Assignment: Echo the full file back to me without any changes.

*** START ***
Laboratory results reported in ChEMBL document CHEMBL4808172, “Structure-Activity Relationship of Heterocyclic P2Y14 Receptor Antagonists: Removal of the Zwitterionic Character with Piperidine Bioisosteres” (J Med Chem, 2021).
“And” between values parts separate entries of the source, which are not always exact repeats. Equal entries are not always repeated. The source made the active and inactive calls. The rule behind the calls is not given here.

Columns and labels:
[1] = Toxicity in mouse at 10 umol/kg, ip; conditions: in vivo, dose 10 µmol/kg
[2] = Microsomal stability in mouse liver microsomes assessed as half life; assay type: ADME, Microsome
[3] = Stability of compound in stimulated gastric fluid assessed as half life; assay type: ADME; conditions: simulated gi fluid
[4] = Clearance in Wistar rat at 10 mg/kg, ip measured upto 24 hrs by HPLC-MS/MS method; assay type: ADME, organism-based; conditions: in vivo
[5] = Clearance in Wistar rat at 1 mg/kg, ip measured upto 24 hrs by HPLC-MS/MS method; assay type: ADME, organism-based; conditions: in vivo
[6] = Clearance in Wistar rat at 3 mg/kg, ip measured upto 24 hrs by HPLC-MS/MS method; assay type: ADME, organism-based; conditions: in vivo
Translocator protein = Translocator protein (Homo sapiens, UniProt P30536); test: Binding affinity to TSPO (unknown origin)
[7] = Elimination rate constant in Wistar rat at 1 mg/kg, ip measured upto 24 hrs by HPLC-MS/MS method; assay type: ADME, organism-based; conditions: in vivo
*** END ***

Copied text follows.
Laboratory results reported in ChEMBL document CHEMBL4808172, “Structure-Activity Relationship of Heterocyclic P2Y14 Receptor Antagonists: Removal of the Zwitterionic Character with Piperidine Bioisosteres” (J Med Chem, 2021).
“And” between values parts separate entries of the source, which are not always exact repeats. Equal entries are not always repeated. The source made the active and inactive calls. The rule behind the calls is not given here.

Columns and labels:
[1] = Toxicity in mouse at 10 umol/kg, ip; conditions: in vivo, dose 10 µmol/kg
[2] = Microsomal stability in mouse liver microsomes assessed as half life; assay type: ADME, Microsome
[3] = Stability of compound in stimulated gastric fluid assessed as half life; assay type: ADME; conditions: simulated gi fluid
[4] = Clearance in Wistar rat at 10 mg/kg, ip measured upto 24 hrs by HPLC-MS/MS method; assay type: ADME, organism-based; conditions: in vivo
[5] = Clearance in Wistar rat at 1 mg/kg, ip measured upto 24 hrs by HPLC-MS/MS method; assay type: ADME, organism-based; conditions: in vivo
[6] = Clearance in Wistar rat at 3 mg/kg, ip measured upto 24 hrs by HPLC-MS/MS method; assay type: ADME, organism-based; conditions: in vivo
Translocator protein = Translocator protein (Homo sapiens, UniProt P30536); test: Binding affinity to TSPO (unknown origin)
[7] = Elimination rate constant in Wistar rat at 1 mg/kg, ip measured upto 24 hrs by HPLC-MS/MS method; assay type: ADME, organism-based; conditions: in vivo